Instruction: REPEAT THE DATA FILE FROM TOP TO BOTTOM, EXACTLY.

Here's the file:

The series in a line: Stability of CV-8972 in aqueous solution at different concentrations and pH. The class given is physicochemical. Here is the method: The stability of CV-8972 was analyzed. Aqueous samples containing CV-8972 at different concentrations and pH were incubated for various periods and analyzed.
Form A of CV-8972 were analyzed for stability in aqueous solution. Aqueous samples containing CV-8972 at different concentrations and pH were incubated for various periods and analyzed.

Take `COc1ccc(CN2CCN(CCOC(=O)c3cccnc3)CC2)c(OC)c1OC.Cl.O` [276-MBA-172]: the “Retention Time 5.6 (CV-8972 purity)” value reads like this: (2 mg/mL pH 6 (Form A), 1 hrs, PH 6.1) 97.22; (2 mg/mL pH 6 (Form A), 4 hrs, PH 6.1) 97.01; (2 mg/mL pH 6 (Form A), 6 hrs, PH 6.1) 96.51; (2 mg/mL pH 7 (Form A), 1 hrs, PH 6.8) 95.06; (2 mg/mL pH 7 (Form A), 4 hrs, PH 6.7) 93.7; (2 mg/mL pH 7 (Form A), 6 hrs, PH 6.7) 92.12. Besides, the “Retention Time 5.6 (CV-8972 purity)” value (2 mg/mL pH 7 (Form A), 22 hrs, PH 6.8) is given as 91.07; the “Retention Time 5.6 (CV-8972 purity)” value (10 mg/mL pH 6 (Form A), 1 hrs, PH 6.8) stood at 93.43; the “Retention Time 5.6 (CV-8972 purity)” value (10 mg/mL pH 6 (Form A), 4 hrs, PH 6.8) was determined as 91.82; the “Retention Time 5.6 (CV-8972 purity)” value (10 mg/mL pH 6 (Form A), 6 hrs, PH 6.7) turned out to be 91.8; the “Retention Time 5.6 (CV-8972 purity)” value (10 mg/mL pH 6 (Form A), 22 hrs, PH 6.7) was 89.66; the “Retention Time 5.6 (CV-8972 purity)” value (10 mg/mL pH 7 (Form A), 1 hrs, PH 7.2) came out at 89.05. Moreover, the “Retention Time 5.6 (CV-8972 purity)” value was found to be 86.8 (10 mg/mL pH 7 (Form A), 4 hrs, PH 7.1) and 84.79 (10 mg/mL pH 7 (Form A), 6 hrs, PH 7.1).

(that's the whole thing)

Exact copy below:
The series in a line: Stability of CV-8972 in aqueous solution at different concentrations and pH. The class given is physicochemical. Here is the method: The stability of CV-8972 was analyzed. Aqueous samples containing CV-8972 at different concentrations and pH were incubated for various periods and analyzed.
Form A of CV-8972 were analyzed for stability in aqueous solution. Aqueous samples containing CV-8972 at different concentrations and pH were incubated for various periods and analyzed.

Take `COc1ccc(CN2CCN(CCOC(=O)c3cccnc3)CC2)c(OC)c1OC.Cl.O` [276-MBA-172]: the “Retention Time 5.6 (CV-8972 purity)” value reads like this: (2 mg/mL pH 6 (Form A), 1 hrs, PH 6.1) 97.22; (2 mg/mL pH 6 (Form A), 4 hrs, PH 6.1) 97.01; (2 mg/mL pH 6 (Form A), 6 hrs, PH 6.1) 96.51; (2 mg/mL pH 7 (Form A), 1 hrs, PH 6.8) 95.06; (2 mg/mL pH 7 (Form A), 4 hrs, PH 6.7) 93.7; (2 mg/mL pH 7 (Form A), 6 hrs, PH 6.7) 92.12. Besides, the “Retention Time 5.6 (CV-8972 purity)” value (2 mg/mL pH 7 (Form A), 22 hrs, PH 6.8) is given as 91.07; the “Retention Time 5.6 (CV-8972 purity)” value (10 mg/mL pH 6 (Form A), 1 hrs, PH 6.8) stood at 93.43; the “Retention Time 5.6 (CV-8972 purity)” value (10 mg/mL pH 6 (Form A), 4 hrs, PH 6.8) was determined as 91.82; the “Retention Time 5.6 (CV-8972 purity)” value (10 mg/mL pH 6 (Form A), 6 hrs, PH 6.7) turned out to be 91.8; the “Retention Time 5.6 (CV-8972 purity)” value (10 mg/mL pH 6 (Form A), 22 hrs, PH 6.7) was 89.66; the “Retention Time 5.6 (CV-8972 purity)” value (10 mg/mL pH 7 (Form A), 1 hrs, PH 7.2) came out at 89.05. Moreover, the “Retention Time 5.6 (CV-8972 purity)” value was found to be 86.8 (10 mg/mL pH 7 (Form A), 4 hrs, PH 7.1) and 84.79 (10 mg/mL pH 7 (Form A), 6 hrs, PH 7.1).